Safeguarding Children in Sport

Any club that offers a sport or activity to children or young people has a responsibility to safeguard them. To make sure that they are all kept safe from harm.

The Child Protection in Sport Unit (CPSU) provides excellent advice and support around safeguarding children. This includes a Self-Assessment Tool which takes you through the Standards for safeguardingchildren in sport. There are simple questions for each of the nine Standards elements which help you assess what your organisation needs to do.

In addition, your national governing body will have requirements, guidelines and procedures around safeguarding for you to follow. So contact them to find out what their specific requirements are and what tools and policies they have to support you.

Essentially, to protect children and young people you need a:

  • safeguarding policy
  • code of conduct
  • preventative arrangement
  • reporting abuse procedure and systems
  • monitoring system

Safeguarding policy

A safeguarding children policy makes clear to everyone what’s required in relation to the protection of children.

It helps foster a safe and positive environment for children and shows that a club is taking its duty of care seriously.

Safeguarding policies can vary a little depending on your sport or activity but all policies must state:

  • what the policy aim is, i.e. to safeguard children
  • good practice guidelines
  • guidance about the use of film, photography and social media
  • information on the recruitment and training of staff and volunteers
  • procedures in place to respond to allegations.

It’s got to be written clearly and easily understood, approved by your clubs committee or management structure, publicised and promoted throughout the club and compulsory for all staff and volunteers.

It’s also very important that the policy is reviewed regularly or whenever there is a major change in the organisation or in relevant legislation. This will ensure you are keeping up-to-date with best practice.

Code of conduct

A code of conduct should set out what an acceptable standard of behaviour is and help to promote good practice. Individuals should be required to sign-up to abide by the relevant code and it should be made clear that failure to comply will result in action being taken by the club/organisation.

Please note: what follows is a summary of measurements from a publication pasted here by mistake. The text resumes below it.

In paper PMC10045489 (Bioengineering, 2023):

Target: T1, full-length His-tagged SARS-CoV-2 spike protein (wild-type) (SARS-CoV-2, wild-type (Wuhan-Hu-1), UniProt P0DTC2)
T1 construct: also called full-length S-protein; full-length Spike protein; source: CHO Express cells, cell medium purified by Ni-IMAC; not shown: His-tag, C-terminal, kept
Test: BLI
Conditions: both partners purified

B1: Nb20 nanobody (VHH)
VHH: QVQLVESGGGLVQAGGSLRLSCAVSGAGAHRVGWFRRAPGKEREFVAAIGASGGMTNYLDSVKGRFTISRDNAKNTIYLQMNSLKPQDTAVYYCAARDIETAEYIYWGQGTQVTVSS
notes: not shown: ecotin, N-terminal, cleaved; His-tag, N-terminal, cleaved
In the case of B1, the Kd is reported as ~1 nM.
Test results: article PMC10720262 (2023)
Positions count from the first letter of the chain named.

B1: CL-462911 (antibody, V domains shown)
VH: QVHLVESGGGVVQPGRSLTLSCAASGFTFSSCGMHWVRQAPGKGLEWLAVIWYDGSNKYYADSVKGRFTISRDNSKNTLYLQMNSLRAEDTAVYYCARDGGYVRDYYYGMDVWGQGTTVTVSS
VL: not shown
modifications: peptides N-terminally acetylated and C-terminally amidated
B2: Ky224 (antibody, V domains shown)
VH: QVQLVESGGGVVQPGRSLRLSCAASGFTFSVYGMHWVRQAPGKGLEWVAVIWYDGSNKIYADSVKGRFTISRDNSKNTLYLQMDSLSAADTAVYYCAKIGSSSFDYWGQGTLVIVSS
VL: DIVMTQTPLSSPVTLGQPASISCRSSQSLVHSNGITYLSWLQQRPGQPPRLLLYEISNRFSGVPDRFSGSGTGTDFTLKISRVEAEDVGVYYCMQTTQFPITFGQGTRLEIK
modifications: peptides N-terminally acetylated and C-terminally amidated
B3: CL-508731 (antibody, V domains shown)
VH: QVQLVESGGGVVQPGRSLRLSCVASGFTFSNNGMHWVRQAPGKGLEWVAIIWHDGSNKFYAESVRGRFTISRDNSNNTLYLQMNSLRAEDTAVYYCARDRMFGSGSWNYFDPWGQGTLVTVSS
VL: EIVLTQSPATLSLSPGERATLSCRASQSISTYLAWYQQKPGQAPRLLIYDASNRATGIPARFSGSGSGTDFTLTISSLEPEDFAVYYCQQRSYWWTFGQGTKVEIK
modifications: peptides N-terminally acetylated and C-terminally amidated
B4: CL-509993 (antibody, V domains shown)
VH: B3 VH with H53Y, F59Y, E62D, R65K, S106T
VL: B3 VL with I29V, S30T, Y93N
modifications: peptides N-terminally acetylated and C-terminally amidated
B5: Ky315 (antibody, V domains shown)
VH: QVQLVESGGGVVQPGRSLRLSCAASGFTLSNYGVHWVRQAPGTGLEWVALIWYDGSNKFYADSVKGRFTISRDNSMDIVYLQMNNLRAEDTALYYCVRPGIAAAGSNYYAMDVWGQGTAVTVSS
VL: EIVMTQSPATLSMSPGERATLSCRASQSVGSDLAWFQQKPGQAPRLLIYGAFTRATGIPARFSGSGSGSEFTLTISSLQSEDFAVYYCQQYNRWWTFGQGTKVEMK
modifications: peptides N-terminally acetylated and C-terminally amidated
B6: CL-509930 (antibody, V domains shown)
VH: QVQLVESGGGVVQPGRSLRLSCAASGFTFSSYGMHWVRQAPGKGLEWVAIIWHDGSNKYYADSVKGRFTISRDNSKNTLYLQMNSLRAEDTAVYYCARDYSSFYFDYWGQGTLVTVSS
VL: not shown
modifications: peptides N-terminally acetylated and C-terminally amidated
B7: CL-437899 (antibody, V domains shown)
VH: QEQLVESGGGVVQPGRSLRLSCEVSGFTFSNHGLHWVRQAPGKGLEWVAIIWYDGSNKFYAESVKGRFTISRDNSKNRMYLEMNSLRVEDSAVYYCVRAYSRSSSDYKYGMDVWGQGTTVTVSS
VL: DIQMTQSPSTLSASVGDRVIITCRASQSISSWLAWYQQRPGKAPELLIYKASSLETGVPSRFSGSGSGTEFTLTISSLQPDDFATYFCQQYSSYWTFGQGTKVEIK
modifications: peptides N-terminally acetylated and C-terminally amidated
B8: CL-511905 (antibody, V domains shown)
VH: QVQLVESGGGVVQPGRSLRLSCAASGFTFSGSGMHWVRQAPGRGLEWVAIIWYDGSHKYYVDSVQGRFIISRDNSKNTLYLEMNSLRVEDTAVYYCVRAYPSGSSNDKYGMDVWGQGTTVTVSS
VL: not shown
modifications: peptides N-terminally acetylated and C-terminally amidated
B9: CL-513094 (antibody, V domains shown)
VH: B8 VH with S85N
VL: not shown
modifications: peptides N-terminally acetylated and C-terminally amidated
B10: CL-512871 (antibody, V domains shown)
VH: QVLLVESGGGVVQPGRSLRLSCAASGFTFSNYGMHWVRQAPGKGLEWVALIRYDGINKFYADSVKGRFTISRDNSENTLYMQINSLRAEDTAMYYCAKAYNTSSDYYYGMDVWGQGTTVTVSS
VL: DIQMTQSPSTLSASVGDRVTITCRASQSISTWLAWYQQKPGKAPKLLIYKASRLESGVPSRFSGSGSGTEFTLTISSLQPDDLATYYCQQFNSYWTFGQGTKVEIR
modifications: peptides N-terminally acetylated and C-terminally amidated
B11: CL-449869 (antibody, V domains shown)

These standards of behaviour set a clear benchmark for everybody – so that they can understand what is acceptable and what is not. They can also help minimise opportunities for abuse and may prevent unfounded allegations from being aired.

There should be codes for:

  • parents
  • volunteers/staff
  • coaches
  • children

The Child Protection in Sport Unit has good examples of codes of conduct and these should be consulted when putting together your own.

For adults, the code must set out the ethics of the organisation and provide guidance as to the expected behaviour of adults towards children.

It’s essential that a culture among the the staff and volunteers comes through – that children are listened to and respected.

It can also be helpful to have guidelines where relevant, depending on your sport, on the care of disabled children or young people regarding appropriate and inappropriate touch.

There must also be guidance on the acceptable behaviour of children towards other children and appropriate procedures, including disciplinary measures, for dealing with any unacceptable behaviour.

Any code of conduct must also make clear that discrimination or prejudice of any form is unacceptable and this can apply to: race, culture, age, gender, sexuality, religion or disability.

Preventative arrangements

Prevention systems and procedures consist of measures to help minimise the possibility of children and young people being abused by those in a position of trust.

By putting safeguards in place, your club can minimise potential risks that adults may pose to children and most importantly help prevent abuse.

So what systems need to be in place?

Well firstly, and perhaps most obviously, you need to have policies and procedures in place for recruiting staff and volunteers who are going to have contact with children.

These procedures assess the person’s suitability for the role.

For this, clubs should get at least two appropriate references for all staff and volunteers and evidence of identity and any relevant qualifications must be seen.